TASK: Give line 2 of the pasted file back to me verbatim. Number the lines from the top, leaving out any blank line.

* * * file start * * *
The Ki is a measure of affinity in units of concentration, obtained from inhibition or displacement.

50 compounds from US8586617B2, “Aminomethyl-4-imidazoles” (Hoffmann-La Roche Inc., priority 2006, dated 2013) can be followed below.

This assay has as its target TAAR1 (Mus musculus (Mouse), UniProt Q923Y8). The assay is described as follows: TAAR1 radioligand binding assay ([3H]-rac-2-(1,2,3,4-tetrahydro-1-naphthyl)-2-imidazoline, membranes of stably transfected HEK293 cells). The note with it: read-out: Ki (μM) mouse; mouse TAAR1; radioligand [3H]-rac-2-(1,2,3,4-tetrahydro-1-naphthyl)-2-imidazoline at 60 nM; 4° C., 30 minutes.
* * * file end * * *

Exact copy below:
50 compounds from US8586617B2, “Aminomethyl-4-imidazoles” (Hoffmann-La Roche Inc., priority 2006, dated 2013) can be followed below.